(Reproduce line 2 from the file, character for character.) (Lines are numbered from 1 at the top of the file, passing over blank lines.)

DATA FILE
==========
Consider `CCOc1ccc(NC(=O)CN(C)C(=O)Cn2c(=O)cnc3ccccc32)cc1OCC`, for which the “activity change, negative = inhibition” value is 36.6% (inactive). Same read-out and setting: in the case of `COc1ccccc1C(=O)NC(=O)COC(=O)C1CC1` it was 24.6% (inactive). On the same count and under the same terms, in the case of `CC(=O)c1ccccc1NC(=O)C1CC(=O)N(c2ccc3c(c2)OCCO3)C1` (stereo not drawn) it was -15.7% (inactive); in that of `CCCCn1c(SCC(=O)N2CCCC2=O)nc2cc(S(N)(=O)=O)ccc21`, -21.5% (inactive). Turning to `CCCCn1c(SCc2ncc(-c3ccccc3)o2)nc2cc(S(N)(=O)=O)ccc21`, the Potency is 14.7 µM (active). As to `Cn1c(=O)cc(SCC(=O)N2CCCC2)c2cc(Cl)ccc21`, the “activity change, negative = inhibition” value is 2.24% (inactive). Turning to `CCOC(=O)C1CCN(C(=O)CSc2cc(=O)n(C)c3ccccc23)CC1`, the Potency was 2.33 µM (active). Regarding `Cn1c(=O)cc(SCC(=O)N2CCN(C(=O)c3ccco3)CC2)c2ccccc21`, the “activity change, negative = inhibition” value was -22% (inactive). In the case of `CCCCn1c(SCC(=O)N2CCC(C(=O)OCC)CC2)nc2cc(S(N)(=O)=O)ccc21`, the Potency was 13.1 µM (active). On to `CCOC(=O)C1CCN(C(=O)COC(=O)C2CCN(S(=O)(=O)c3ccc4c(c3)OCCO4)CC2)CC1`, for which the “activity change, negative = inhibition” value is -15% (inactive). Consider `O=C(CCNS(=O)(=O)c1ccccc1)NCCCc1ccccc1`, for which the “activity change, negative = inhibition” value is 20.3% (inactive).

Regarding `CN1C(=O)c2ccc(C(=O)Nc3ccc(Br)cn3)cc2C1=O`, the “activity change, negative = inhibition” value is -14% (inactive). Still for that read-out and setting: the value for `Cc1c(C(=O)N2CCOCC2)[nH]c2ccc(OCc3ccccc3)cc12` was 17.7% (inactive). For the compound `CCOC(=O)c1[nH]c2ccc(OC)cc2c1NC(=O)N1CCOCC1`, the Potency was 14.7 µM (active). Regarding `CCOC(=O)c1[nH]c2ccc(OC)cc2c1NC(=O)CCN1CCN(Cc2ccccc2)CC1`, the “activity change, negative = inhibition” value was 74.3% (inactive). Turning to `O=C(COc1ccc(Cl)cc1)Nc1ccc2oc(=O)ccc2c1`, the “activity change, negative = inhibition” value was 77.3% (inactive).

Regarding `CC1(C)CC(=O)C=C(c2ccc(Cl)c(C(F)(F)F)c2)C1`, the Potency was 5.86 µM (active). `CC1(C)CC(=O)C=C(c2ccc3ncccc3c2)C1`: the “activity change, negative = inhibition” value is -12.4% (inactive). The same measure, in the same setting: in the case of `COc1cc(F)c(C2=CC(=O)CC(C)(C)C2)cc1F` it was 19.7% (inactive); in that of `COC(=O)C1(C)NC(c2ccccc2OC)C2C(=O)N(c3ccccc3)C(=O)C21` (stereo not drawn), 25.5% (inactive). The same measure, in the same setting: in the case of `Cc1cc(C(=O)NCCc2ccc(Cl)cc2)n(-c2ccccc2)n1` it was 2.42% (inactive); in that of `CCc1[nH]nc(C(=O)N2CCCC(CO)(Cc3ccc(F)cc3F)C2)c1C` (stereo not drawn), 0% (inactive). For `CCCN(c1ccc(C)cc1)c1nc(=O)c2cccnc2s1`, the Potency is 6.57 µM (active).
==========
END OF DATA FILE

Regarding `CN1C(=O)c2ccc(C(=O)Nc3ccc(Br)cn3)cc2C1=O`, the “activity change, negative = inhibition” value is -14% (inactive). Still for that read-out and setting: the value for `Cc1c(C(=O)N2CCOCC2)[nH]c2ccc(OCc3ccccc3)cc12` was 17.7% (inactive). For the compound `CCOC(=O)c1[nH]c2ccc(OC)cc2c1NC(=O)N1CCOCC1`, the Potency was 14.7 µM (active). Regarding `CCOC(=O)c1[nH]c2ccc(OC)cc2c1NC(=O)CCN1CCN(Cc2ccccc2)CC1`, the “activity change, negative = inhibition” value was 74.3% (inactive). Turning to `O=C(COc1ccc(Cl)cc1)Nc1ccc2oc(=O)ccc2c1`, the “activity change, negative = inhibition” value was 77.3% (inactive).